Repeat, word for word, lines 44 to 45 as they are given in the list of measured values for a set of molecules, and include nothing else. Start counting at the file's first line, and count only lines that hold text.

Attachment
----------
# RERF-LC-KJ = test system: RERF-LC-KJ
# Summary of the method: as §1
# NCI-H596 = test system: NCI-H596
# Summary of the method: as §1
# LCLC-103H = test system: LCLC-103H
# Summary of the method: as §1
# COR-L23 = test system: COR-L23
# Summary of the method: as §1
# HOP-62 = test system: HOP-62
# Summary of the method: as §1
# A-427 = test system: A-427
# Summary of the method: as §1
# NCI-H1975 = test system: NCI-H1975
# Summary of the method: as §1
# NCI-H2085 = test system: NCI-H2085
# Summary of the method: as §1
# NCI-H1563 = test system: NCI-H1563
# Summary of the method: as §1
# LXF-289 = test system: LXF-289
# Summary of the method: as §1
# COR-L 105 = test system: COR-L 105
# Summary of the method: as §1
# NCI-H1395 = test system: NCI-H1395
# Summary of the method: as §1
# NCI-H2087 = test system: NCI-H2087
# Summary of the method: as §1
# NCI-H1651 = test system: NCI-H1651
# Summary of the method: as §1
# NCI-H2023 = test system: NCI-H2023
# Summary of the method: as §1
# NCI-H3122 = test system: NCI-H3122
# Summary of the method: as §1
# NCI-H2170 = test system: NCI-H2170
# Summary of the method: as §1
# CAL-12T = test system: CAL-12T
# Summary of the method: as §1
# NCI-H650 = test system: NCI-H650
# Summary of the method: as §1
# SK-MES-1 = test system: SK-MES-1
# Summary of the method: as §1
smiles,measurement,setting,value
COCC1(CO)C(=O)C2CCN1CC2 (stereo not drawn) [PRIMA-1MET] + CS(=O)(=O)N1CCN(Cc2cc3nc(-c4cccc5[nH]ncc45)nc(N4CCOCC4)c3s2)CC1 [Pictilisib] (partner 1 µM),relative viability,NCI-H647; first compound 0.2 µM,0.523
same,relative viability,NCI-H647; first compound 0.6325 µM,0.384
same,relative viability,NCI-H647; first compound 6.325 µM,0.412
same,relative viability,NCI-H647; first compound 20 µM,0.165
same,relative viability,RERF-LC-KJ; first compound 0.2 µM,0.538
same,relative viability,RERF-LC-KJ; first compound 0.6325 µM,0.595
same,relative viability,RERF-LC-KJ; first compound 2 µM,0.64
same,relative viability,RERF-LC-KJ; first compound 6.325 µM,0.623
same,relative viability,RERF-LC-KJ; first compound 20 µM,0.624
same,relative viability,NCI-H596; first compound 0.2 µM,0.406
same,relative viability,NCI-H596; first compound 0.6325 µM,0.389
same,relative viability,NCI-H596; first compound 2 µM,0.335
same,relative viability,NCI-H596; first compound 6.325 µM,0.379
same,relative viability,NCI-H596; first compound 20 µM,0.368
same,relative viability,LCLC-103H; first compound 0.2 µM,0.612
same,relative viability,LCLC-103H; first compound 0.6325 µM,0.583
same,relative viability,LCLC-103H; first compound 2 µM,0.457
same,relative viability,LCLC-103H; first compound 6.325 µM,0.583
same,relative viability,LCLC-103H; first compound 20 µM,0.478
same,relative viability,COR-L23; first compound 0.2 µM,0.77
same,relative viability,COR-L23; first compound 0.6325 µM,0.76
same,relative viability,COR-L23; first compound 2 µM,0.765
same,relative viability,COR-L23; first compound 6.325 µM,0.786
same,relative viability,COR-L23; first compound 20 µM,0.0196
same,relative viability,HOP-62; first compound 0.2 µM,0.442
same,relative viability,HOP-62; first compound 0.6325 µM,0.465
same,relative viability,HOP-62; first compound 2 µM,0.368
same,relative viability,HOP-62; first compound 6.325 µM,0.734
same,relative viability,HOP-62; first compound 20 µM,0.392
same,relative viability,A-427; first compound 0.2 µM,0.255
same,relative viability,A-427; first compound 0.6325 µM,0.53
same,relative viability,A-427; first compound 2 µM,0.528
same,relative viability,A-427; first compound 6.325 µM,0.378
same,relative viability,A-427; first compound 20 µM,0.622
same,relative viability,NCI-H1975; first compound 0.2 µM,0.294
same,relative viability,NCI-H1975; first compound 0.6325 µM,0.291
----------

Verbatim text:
same,relative viability,NCI-H647; first compound 6.325 µM,0.412
same,relative viability,NCI-H647; first compound 20 µM,0.165